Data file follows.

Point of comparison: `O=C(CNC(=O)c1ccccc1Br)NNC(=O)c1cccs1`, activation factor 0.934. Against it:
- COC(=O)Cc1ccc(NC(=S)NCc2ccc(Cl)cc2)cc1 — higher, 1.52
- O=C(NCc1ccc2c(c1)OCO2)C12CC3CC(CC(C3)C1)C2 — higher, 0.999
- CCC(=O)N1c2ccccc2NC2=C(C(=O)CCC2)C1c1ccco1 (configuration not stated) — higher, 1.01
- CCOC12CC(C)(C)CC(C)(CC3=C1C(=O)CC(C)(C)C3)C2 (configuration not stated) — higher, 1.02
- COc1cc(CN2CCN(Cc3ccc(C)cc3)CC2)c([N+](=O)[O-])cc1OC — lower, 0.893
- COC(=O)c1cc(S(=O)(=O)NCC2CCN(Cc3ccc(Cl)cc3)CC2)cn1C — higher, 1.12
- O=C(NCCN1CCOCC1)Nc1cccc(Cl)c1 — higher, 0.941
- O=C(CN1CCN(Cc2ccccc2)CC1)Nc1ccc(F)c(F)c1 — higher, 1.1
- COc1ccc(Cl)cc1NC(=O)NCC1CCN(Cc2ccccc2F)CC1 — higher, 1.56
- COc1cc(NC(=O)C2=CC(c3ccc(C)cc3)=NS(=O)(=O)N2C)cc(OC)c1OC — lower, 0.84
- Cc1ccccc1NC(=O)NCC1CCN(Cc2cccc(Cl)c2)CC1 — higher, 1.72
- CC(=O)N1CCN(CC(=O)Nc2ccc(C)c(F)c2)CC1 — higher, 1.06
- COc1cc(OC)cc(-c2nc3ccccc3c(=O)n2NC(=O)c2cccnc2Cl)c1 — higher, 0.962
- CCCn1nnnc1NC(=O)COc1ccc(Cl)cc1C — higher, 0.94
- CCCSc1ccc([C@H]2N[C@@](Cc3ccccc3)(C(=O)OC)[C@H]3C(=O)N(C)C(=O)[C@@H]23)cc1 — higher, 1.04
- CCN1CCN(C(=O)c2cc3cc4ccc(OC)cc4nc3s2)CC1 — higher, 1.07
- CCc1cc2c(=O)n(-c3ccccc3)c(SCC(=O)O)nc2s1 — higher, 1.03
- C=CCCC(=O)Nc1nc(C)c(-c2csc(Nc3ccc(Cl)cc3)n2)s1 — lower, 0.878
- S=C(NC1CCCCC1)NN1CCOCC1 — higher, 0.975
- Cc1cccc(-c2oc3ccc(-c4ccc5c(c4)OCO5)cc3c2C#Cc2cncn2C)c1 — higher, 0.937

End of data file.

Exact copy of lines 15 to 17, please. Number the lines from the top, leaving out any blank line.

- CCCn1nnnc1NC(=O)COc1ccc(Cl)cc1C — higher, 0.94
- CCCSc1ccc([C@H]2N[C@@](Cc3ccccc3)(C(=O)OC)[C@H]3C(=O)N(C)C(=O)[C@@H]23)cc1 — higher, 1.04
- CCN1CCN(C(=O)c2cc3cc4ccc(OC)cc4nc3s2)CC1 — higher, 1.07